Despite scandalous headlines, Democrats must turn to policy

Despite scandalous headlines, Democrats must turn to policy
© Greg Nash

Last Tuesday could well prove to be one of the most consequential days of the Trump presidency. It was a day when the sitting president of the United States was implicated in a criminal conspiracy, and the first time since the Nixon years that the head of a presidential campaign has been convicted of federal crimes.

Regardless of whatever else special counsel Robert MuellerRobert Swan MuellerSasse: US should applaud choice of Mueller to lead Russia probe MORE discovers in his probe, the events of August 21 firmly put to rest the idea that the Russia investigation is “just a witch hunt,” as President TrumpDonald John TrumpOver 100 lawmakers consistently voted against chemical safeguards: study CNN's Anderson Cooper unloads on Trump Jr. for spreading 'idiotic' conspiracy theories about him Cohn: Jamie Dimon would be 'phenomenal' president MORE has repeatedly claimed. Crimes were shown to have been committed by some of those closest to him, and the perpetrators now have been successfully prosecuted or willingly pleaded guilty, as well.

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From a political perspective, the convictions of former Trump campaign chairman Paul ManafortPaul John ManafortTrump to declassify controversial text messages, documents related to Russia probe Mueller asks court to schedule Flynn sentencing Manafort went ‘above and beyond’ with plea deal, says ex-federal prosecutor MORE and the guilty pleas of former Trump attorney Michael Cohen are a clear boost for Democrats and a huge liability for Republicans heading into the midterm elections.

This administration already has been plagued by numerous scandalous headlines that call into question its ethical character. From the private plane trips by Interior Secretary Ryan ZinkeRyan Keith ZinkeBig-game hunters infuriated by Trump elephant trophy debacle Interior moves ahead with opening wildlife refuge next to contaminated nuclear site House panel approves bill to boost park funding MORE, Treasury Secretary Steven MnuchinSteven Terner MnuchinTrump announces tariffs on 0B in Chinese goods Trump: China tariff announcement to come Monday afternoon Trump could hit China with tariffs of 0 billion as soon as Monday MORE, and resigned Health and Human Services Secretary Tom PriceThomas (Tom) Edmunds PriceWhite House officials discussing potential replacements for FEMA chief: report Overnight Health Care: CBO finds bill delaying parts of ObamaCare costs B | Drug CEO defends 400 percent price hike | HHS declares health emergency ahead of hurricane HHS should look into Azar's close ties to the drug industry MORE, to Commerce Secretary Wilbur RossWilbur Louis RossTrump moving forward with additional 0 billion in tariffs on Chinese goods: report Here are the administration officials who have denied they wrote the anonymous NYT op-ed CNN: Trump searching for Woodward sources in White House MORE continuing to hold stakes in foreign companies with business before the U.S. government despite claims he made to the Senate that he had divested, the Trump administration has an image problem, and the fact that his campaign chairman and personal lawyer are now convicted felons will only further hurt Republican chances at the ballot box.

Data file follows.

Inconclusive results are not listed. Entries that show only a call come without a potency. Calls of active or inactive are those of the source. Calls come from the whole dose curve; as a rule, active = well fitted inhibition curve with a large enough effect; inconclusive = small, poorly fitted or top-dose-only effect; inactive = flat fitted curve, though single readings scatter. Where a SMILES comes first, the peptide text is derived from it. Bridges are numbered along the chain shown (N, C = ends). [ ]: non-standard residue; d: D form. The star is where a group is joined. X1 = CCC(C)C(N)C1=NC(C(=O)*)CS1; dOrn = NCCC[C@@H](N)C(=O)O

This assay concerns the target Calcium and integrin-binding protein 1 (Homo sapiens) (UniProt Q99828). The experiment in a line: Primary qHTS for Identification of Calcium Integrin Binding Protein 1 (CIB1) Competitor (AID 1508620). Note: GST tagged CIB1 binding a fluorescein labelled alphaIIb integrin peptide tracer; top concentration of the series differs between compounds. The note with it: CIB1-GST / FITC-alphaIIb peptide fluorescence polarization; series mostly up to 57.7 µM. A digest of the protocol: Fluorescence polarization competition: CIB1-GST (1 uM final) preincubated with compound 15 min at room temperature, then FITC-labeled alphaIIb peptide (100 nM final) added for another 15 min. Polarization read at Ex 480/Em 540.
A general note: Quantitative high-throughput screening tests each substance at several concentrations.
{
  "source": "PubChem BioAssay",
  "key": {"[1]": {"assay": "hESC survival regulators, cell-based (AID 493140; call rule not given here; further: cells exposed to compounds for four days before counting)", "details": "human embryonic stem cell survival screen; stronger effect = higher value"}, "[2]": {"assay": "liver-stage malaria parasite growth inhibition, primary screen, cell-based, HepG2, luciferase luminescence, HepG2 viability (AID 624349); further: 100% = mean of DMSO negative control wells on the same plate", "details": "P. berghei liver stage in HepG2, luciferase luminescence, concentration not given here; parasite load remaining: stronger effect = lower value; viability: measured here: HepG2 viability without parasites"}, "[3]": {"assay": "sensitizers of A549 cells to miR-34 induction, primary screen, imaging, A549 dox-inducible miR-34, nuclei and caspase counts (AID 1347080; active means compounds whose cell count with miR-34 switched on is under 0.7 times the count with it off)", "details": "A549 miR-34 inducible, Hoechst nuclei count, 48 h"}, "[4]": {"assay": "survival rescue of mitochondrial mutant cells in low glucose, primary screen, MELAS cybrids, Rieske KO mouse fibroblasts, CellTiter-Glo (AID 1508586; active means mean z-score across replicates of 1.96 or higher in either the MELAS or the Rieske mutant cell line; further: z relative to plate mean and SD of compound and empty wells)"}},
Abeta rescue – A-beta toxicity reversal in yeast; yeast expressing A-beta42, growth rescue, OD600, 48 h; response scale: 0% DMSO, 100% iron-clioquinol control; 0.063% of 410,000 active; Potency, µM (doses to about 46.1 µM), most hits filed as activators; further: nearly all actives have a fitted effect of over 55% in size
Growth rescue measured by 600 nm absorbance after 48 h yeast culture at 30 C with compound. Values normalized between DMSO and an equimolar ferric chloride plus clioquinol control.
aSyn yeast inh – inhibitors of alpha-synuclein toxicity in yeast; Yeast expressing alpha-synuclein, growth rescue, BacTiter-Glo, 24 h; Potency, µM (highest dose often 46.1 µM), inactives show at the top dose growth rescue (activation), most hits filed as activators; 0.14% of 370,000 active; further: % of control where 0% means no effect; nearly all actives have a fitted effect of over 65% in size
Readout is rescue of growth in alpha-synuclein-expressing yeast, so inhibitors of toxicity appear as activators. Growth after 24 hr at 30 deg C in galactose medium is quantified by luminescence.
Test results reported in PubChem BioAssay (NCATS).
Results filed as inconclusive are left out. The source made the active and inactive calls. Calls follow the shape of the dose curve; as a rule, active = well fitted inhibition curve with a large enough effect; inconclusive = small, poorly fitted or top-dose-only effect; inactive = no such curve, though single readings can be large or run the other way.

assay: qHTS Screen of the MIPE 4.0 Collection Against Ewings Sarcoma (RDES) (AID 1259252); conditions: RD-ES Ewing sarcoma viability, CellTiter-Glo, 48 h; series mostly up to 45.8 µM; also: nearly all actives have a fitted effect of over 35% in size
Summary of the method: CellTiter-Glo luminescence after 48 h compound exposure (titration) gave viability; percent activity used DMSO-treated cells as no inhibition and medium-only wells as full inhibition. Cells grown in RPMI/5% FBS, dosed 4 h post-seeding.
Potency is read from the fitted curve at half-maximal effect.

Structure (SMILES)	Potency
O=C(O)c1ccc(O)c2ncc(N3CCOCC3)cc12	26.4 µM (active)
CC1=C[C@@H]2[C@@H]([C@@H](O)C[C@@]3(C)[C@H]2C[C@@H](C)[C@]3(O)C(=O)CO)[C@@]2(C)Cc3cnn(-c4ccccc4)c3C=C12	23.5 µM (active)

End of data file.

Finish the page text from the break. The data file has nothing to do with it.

But I would be remiss if I did not say that it would be a grave mistake for Democrats to spend the rest of the election focusing solely on the financial crimes of Trump associates. As salacious as the details are, and it would be reasonable to anticipate more information in the coming weeks and months, the majority of moderate voters that Democrats need to win back the House this fall will not be moved by messaging that focuses on the ethical and legal trespasses of Trump world. If they were, they would not have voted for him in 2016 when the moral character of Trump, and those with whom he surrounds himself, was already readily apparent.

The swing voters in the districts that Democrats need to win are concerned with issues that impact their everyday lives and their children, such as education, health care and the economy. If Democrats are to succeed in flipping the House in November, they must offer a compelling and distinct alternative to the policies of Republicans in Congress that appeals to a broad swath of American voters, not just the far left.

While some Democratic candidates for Congress, such as Conor Lamb in southwestern Pennsylvania, have demonstrated that they understand the importance of focusing on kitchen table issues, I worry that far too many other candidates have fallen into the trap of either running solely against Trump or running on pie in the sky policy proposals, such as “Medicare for all” that not only lack broad appeal but are completely infeasible and would set back our country.

Many will disagree with my message here, arguing that I am not taking the criminality of this administration seriously enough. But I say this to them: The protesting, agitating and “resisting” will not mean a thing if Democrats fail to take back the House in November. While Democrats should feel vindicated by the events of the past week, they certainly should not become complacent.

Douglas E. Schoen (@DouglasESchoen) served as a pollster for President Clinton. A longtime political consultant, he is also a Fox News contributor and the author of 11 books, including “Putin’s Master Plan: To Destroy Europe, Divide NATO, and Restore Russian Power and Global Influence.”